The COVID-19 pandemic set off a series of social, economic, and political changes that reshaped life across the United States in 2020. Those changes were felt most acutely by poor people, particularly renters, who were the most likely to have lost wages and jobs as lockdowns rolled across the country. As concern grew that job losses might put a growing number of families at risk of eviction—and recognizing that a spike in evictions would likely increase the spread of COVID-19—policymakers at the federal, state, and local levels introduced policies intended to support residential stability, including temporary eviction moratoria: pauses of eviction court proceedings or lockouts by law enforcement.
In a paper published in the journal Socius, we provide a snapshot of U.S. eviction filing patterns in 2020 and a first description of how effective these policies were. In a year that was unprecedented in many respects, we aim to show how renters fared, and what they may be facing in 2021.
In the paper, we analyzed eviction filings collected through the Eviction Tracking System, as well as data collected by Emily Benfer, Robert Koehler, and colleagues about eviction moratoria at the state, county, and municipal levels. This work builds on a series of preliminary analyses that we published to the Eviction Lab website over the course of 2020.
We present seven main findings:
First, between March 15 and December 31, 2020, eviction filings were 65% below historical average in the sites we tracked. In Figure 1, we plot total weekly eviction filings as a percentage of historical average over the course of the year. For nearly every week since the pandemic began, filings were far below average. This reduction in filings is a result of eviction moratoria at the local, state, and federal levels, as well as CARES Act stimulus payments, supportive measures like rental assistance, expanded unemployment benefits, and court closures created effective halts on all eviction proceedings.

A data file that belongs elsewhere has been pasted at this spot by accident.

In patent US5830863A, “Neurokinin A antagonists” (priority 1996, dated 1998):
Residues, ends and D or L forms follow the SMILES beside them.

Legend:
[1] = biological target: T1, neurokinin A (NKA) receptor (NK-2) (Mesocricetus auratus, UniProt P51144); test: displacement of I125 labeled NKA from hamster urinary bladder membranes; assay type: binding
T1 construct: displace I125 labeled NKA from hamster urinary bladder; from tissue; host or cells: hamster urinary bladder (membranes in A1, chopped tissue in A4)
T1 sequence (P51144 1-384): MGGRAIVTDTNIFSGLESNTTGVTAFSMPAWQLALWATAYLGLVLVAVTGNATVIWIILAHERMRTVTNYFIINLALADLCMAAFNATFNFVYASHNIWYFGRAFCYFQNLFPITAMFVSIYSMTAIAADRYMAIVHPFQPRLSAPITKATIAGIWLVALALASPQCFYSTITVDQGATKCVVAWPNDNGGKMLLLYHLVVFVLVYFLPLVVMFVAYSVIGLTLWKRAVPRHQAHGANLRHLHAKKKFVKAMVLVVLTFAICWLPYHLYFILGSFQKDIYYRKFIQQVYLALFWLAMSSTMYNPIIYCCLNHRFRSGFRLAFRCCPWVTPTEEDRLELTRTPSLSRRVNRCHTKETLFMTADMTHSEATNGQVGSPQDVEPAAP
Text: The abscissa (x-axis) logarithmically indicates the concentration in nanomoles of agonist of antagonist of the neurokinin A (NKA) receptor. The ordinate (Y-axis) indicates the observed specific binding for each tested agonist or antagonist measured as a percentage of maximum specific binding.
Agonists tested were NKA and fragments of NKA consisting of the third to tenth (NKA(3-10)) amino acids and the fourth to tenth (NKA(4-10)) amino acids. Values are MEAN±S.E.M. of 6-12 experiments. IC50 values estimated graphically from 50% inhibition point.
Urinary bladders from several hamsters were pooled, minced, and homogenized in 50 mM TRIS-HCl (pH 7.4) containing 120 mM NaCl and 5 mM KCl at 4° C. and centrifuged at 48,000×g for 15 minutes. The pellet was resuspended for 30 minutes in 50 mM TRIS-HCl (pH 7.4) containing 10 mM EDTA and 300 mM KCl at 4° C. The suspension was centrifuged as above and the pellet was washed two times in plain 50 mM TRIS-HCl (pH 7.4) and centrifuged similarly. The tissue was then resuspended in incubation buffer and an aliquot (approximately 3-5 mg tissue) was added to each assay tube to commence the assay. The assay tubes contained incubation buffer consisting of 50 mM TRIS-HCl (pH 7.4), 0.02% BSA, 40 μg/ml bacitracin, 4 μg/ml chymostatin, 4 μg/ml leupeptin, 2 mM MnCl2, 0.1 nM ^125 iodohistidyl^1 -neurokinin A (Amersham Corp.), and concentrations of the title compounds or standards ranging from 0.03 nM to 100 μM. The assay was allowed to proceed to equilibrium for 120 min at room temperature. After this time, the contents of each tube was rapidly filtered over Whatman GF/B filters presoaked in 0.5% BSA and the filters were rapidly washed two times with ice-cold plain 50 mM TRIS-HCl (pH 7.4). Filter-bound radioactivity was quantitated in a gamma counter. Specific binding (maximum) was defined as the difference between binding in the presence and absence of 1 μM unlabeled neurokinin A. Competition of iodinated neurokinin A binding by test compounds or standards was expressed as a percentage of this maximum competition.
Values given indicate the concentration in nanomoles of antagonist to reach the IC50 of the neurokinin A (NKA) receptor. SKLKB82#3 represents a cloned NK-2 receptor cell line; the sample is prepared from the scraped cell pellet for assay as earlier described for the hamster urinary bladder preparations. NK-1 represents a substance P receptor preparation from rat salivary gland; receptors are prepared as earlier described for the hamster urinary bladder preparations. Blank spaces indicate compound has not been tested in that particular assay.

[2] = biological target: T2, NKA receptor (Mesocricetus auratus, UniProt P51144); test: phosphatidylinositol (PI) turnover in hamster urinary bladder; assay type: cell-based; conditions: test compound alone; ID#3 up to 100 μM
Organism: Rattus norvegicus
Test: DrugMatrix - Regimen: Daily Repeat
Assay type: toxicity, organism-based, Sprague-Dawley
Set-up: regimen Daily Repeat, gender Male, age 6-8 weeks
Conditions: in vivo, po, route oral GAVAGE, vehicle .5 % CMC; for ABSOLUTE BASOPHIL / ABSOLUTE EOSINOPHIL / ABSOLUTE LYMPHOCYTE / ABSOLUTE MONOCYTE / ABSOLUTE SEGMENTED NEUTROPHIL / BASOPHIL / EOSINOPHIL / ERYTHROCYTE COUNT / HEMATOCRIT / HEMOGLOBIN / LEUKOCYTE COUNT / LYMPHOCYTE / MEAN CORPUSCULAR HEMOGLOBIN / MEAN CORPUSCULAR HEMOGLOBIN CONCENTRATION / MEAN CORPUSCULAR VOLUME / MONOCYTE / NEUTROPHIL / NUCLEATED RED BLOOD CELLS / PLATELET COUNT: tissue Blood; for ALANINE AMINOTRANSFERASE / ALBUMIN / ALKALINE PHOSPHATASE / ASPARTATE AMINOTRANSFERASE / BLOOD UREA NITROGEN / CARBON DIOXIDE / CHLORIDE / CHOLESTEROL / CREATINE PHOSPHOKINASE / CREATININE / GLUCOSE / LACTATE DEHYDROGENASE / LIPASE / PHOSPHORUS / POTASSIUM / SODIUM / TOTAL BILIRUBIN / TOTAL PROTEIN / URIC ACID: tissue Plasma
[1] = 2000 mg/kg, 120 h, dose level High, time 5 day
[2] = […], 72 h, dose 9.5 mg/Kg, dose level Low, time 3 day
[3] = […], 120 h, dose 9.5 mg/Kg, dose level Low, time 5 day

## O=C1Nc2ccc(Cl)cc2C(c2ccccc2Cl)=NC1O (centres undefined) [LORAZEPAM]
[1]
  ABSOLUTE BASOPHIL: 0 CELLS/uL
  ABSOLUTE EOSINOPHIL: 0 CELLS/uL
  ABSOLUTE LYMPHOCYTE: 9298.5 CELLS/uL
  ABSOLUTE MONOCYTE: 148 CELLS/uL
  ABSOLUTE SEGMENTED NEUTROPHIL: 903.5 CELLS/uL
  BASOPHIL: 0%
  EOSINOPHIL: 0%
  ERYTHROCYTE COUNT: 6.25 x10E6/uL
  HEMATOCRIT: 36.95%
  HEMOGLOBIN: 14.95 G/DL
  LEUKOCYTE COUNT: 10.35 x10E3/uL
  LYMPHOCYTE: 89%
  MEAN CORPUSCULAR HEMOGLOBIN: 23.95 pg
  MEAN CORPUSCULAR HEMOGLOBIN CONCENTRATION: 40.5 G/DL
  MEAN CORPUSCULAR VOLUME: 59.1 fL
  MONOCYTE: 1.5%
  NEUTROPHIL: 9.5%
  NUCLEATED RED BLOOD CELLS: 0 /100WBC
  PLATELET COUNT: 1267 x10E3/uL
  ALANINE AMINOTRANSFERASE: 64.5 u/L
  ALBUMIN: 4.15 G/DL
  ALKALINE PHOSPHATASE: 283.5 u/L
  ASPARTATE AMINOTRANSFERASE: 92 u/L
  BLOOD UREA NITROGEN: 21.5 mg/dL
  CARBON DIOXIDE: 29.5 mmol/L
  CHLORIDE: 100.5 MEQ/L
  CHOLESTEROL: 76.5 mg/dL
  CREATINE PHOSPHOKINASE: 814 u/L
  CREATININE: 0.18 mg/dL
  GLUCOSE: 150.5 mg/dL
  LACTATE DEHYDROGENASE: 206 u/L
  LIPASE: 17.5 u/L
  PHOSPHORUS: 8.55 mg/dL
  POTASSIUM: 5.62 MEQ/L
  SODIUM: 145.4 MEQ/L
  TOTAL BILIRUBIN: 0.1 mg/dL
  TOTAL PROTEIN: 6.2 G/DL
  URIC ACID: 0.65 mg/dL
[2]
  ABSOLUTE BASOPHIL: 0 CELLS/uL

Note: Weekly eviction filings are aggregated across sites tracked by the Eviction Tracking System (ETS) in 2020. Historical averages are calculated for the same seven-day periods in previous years. The vertical red dashed line in mid-March marks the start of the COVID-19 pandemic. The bars in orange mark the two weeks between the CARES Act eviction moratorium and the CDC eviction moratorium when no federal moratorium was in effect.
Second, when federal moratoria were not in effect, eviction filings rose dramatically. In Figure 1, we see this in the two bars marked in orange: the two weeks between the end of CARES Act coverage and the start of the CDC eviction moratorium. In no other week since the start of the pandemic did we observe filings above 68% of historical average. For the week of August 30, case filings returned to pre-pandemic levels. This increase suggests that many landlords were acutely aware of moratoria and ready to file for eviction as soon as was permitted.
Third, state and local moratoria also reduced filings. Cities, counties, and states across the country adopted moratoria, but these policies varied in which tenants were protected and what steps of the eviction process were halted, under what conditions, and for how long. In many cities, state or local moratoria temporarily cut eviction filings dramatically. This is especially true of sites that suspended the earliest stages of the eviction process, preventing landlords from issuing notices to quit or filing cases in court. In these cities, new eviction filings were at or below 12.6% of historical average while their moratoria were in place. By contrast, cities that allowed cases to be filed but suspended hearings were less successful in reducing new eviction filings. And in Phoenix, which allowed eviction filings and hearings but froze enforcement of eviction orders, total filings rose to 47.8% of average.